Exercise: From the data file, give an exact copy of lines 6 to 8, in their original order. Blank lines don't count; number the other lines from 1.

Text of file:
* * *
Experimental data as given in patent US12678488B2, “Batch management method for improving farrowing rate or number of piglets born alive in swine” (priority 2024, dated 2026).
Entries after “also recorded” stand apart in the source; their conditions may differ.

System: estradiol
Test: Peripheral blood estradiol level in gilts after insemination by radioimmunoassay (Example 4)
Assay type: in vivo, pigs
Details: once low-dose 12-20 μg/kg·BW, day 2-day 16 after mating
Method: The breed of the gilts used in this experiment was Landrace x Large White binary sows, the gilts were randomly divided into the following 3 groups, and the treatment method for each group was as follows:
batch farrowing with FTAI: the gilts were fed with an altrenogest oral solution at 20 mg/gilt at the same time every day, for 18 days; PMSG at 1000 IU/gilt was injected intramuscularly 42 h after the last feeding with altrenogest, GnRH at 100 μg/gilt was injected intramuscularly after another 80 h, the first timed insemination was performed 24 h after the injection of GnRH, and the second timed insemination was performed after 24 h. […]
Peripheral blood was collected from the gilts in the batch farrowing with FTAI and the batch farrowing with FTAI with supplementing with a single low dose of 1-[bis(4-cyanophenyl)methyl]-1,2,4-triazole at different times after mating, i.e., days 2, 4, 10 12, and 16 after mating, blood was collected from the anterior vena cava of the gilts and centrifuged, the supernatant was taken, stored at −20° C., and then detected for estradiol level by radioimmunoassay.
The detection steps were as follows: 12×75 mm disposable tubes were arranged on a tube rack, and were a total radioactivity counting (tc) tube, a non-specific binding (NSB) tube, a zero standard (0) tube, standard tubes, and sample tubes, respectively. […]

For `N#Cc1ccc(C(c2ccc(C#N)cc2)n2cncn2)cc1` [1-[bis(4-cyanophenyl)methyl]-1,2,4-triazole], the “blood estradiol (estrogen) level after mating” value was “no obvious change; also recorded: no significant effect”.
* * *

Details: once low-dose 12-20 μg/kg·BW, day 2-day 16 after mating
Method: The breed of the gilts used in this experiment was Landrace x Large White binary sows, the gilts were randomly divided into the following 3 groups, and the treatment method for each group was as follows:
batch farrowing with FTAI: the gilts were fed with an altrenogest oral solution at 20 mg/gilt at the same time every day, for 18 days; PMSG at 1000 IU/gilt was injected intramuscularly 42 h after the last feeding with altrenogest, GnRH at 100 μg/gilt was injected intramuscularly after another 80 h, the first timed insemination was performed 24 h after the injection of GnRH, and the second timed insemination was performed after 24 h. […]